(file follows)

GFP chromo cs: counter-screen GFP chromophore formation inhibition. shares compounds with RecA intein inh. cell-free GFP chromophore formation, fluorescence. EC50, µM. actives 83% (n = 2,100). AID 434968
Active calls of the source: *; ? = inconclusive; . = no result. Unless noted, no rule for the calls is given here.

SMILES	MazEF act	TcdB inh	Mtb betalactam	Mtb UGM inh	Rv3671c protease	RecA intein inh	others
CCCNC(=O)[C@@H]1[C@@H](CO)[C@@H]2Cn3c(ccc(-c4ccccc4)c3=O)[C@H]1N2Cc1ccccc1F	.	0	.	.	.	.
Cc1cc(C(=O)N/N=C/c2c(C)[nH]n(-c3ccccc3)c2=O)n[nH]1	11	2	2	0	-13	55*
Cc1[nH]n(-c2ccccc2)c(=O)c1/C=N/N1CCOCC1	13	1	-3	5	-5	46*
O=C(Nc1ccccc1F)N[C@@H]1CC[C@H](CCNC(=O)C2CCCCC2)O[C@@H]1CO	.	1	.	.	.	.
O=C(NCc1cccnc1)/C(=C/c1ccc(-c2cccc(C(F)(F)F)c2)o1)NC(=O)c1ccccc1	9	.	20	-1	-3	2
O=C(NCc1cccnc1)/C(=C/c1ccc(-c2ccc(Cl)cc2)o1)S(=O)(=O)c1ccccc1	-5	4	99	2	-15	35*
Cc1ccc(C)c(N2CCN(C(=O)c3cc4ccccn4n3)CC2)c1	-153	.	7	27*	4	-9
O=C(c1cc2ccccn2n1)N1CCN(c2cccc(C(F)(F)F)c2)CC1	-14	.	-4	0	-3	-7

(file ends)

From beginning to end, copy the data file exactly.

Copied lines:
GFP chromo cs: counter-screen GFP chromophore formation inhibition. shares compounds with RecA intein inh. cell-free GFP chromophore formation, fluorescence. EC50, µM. actives 83% (n = 2,100). AID 434968
Active calls of the source: *; ? = inconclusive; . = no result. Unless noted, no rule for the calls is given here.

SMILES	MazEF act	TcdB inh	Mtb betalactam	Mtb UGM inh	Rv3671c protease	RecA intein inh	others
CCCNC(=O)[C@@H]1[C@@H](CO)[C@@H]2Cn3c(ccc(-c4ccccc4)c3=O)[C@H]1N2Cc1ccccc1F	.	0	.	.	.	.
Cc1cc(C(=O)N/N=C/c2c(C)[nH]n(-c3ccccc3)c2=O)n[nH]1	11	2	2	0	-13	55*
Cc1[nH]n(-c2ccccc2)c(=O)c1/C=N/N1CCOCC1	13	1	-3	5	-5	46*
O=C(Nc1ccccc1F)N[C@@H]1CC[C@H](CCNC(=O)C2CCCCC2)O[C@@H]1CO	.	1	.	.	.	.
O=C(NCc1cccnc1)/C(=C/c1ccc(-c2cccc(C(F)(F)F)c2)o1)NC(=O)c1ccccc1	9	.	20	-1	-3	2
O=C(NCc1cccnc1)/C(=C/c1ccc(-c2ccc(Cl)cc2)o1)S(=O)(=O)c1ccccc1	-5	4	99	2	-15	35*
Cc1ccc(C)c(N2CCN(C(=O)c3cc4ccccn4n3)CC2)c1	-153	.	7	27*	4	-9
O=C(c1cc2ccccn2n1)N1CCN(c2cccc(C(F)(F)F)c2)CC1	-14	.	-4	0	-3	-7